Industry teaming activities have begun to accelerate in the aftermath of the Feb. 26, 2010 U.S. Army release of its formal solicitation for the Technology Development phase of its Ground Combat Vehicle (GCV) program.
Envisioned as “the next generation Infantry Fighting Vehicle (IFV) for the United States Army,” GCV serves as a key element within Army modernization to provide soldiers with “greater survivability, infantry carrying ability and lethality than current force vehicles.”
“The idea is that you want it to be able to be flexible so that it can meet the survivability threats that you need for today,” noted Col. Bryan McVeigh, U.S. Army project manager for manned systems integration. “For example, it needs to have ballistic survivability greater than Bradley; greater lethality than Bradley; IED and mine protection greater than MRAP; but we still want the cross-country mobility of an Abrams tank. And that’s in the ‘art of the doable.’”
Expanding on the survivability aspects, he added, “How we’re going to do that is through basically a modular approach to armor solutions. The threshold requirements are basically ‘Level Zero’ – which provides you with basically an ability to defeat the kinds of threats we are seeing in theater today, to ‘Level One’ – which would provide you with basically the capability to defeat a peer or near-peer type threat.”
Although the first variant of GCV will be an Infantry Fighting Vehicle, McVeigh was quick to clarify that this should not be seen as a replacement for the Bradley “family” but rather “an Infantry Fighting Vehicle that, capability-wise, can do some things that are more robust than the Bradley system that we have today.”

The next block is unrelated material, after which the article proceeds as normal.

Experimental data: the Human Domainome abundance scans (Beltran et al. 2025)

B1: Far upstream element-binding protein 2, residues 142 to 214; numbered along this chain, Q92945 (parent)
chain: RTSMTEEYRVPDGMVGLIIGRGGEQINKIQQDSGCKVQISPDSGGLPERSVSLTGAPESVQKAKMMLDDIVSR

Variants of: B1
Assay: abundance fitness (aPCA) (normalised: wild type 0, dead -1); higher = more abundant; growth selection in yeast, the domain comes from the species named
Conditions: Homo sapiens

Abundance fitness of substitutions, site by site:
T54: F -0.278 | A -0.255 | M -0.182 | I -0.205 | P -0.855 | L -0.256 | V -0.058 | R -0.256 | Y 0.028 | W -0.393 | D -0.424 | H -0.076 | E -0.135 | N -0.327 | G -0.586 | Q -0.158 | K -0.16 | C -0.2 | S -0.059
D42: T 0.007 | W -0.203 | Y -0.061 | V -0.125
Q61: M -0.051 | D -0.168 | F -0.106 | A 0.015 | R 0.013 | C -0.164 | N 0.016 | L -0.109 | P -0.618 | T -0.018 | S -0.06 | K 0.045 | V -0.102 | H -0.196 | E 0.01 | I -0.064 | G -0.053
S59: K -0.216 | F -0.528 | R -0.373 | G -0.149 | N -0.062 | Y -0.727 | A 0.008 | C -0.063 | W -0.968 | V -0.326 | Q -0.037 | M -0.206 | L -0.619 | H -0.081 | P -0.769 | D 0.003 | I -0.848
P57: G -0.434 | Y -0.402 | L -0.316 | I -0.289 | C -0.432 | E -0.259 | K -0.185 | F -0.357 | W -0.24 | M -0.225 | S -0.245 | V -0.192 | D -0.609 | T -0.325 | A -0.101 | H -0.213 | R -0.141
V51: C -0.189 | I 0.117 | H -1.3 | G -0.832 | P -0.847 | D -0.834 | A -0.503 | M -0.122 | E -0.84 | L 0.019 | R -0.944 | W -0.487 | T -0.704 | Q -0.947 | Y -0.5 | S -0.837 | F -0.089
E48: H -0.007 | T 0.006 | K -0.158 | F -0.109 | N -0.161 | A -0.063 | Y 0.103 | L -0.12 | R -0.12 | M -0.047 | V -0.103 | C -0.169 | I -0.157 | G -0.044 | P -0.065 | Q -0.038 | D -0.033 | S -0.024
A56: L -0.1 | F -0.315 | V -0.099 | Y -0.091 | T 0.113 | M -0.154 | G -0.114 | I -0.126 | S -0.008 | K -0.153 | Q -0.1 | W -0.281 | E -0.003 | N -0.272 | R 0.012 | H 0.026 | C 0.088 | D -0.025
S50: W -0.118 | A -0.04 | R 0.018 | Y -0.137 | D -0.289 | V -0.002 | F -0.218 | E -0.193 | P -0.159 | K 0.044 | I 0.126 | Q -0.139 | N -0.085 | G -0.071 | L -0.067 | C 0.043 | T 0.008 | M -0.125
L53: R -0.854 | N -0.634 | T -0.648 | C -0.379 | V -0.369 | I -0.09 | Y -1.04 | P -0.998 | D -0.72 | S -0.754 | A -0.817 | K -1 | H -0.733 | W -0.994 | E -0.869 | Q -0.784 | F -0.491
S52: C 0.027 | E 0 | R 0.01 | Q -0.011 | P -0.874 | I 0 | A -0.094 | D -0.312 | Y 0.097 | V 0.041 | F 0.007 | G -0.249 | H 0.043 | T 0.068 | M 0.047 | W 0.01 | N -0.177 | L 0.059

Against this background, industry participants have begun to announce the formation of new teaming arrangements to address the GCS requirement. As an example, on March 1, 2010, BAE Systems and Northrop Grumman Corporation announced an agreement in which BAE Systems would serve as the prime contractor in the partnership, with Northrop Grumman serving as the C4ISR (command, control, communications, computers, intelligence, surveillance and reconnaissance) lead, responsible for integration of command and control hardware and software, computers and communications equipment, sensors and sensor suites for intelligence gathering and force protection, and other functionality that requires “plug and play” with the internal network or provides situational awareness across external networks.
Other teaming announcements, including teammate selection by General Dynamics Land Systems, are believed to be imminent as of this writing.
Industry proposals for the TD phase will be submitted by April 26. Follow-on source selection board activities are projected to lead to a “Milestone A” decision in September 2010 and the award of “up to three” contracts for the 27-month TD phase. At the completion of that phase, a “Milestone B” decision will lead to the award of “up to two” contracts for the subsequent engineering and manufacturing development (EMD) phase.
According to McVeigh, the last Army ground vehicle program to feature two contractors during EMD was the Abrams main battle tank.
“That was Chrysler and GM,” he said. “And I believe one of the reasons why we have an Abrams tank today that is as flexible as it is, is because they kept that competition in the design.”